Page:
Pro Tip: Grab a detailed map of the trail from the Black Hills Visitor Center in Rapid City.
7. Prairie Dog Town
Between the pine forests and amazing rock formations in the Black Hills are many miles of prairie and rolling grasslands that provide food for bison, elk, and other wildlife. Most tourists never realize there are two beautiful caves underneath their feet. Wind Cave National Park is one of them, however, my favorite place at this park is above the cave where prairie dogs rule. It seems like hundreds of little furry heads pop up from the ground, some just a few feet from you. If you are lucky, a black-footed ferret might slip by.
Pro Tip: Take binoculars and quietly stand very still for at least ten minutes as they are shy animals.
8. Sparkling Jewel Cave
Save the cave tour until you reach Jewel Cave National Monument, a true “gem” of fragile brilliantly colored formations that sparkle when touched with light. Considered the third longest cave in the world, over 210 miles of passages have been mapped and surveyed. Don’t worry, the tour is not that long.
Pro Tip: There are four different guided tours available that are tailored from easy to strenuous and a short path for wheelchair users.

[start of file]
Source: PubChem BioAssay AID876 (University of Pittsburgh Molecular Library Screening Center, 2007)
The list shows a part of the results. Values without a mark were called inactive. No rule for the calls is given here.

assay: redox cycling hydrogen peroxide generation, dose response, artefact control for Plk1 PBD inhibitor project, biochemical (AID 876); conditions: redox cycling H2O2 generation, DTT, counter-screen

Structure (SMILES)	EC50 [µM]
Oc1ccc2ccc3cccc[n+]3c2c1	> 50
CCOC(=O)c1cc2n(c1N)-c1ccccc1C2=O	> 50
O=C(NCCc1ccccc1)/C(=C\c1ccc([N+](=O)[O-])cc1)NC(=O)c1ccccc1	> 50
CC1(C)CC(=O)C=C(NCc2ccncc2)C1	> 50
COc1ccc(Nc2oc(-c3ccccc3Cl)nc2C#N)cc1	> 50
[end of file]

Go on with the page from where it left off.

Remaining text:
9. Historic Hill City
One of the best-kept secrets in South Dakota is Hill City, known for classy art galleries of area artists centered in a quaint square block off the main drag. Park anywhere and walk to everything. Near the end of the historic district is the Black Hills Institute, famous for finding the largest intact T-Rex skeleton in the world only to have it taken by the FBI late one night. I’ve never been disappointed at any downtown restaurant, but an interesting place for a good steak is the Alpine Inn housed in a Bavarian charming hotel built in 1884. Don’t miss a wine tasting at the fifth-generation Prairie Berry Winery on Highway 385 just outside of town where award-winning wines are made from hand-picked fruit grown in the surrounding prairies.
Pro Tip: During the summer, there is a monthly event downtown. So, watch the Hill City website.
10. Latchstring Restaurant Sunday Buffet
Providing excellent food since 1909, the Latchstring Restaurant and lodge began as a necessity for loggers from the Tie & Timber Sawmill. Their Sunday buffets are a big hit, but my favorite menu items are their signature dishes — trout almondine or buffalo stew. Located halfway along the Spearfish Canyon Scenic Byway, just across the street from the restaurant is a nice accessible concrete trail leading to Roughneck Falls.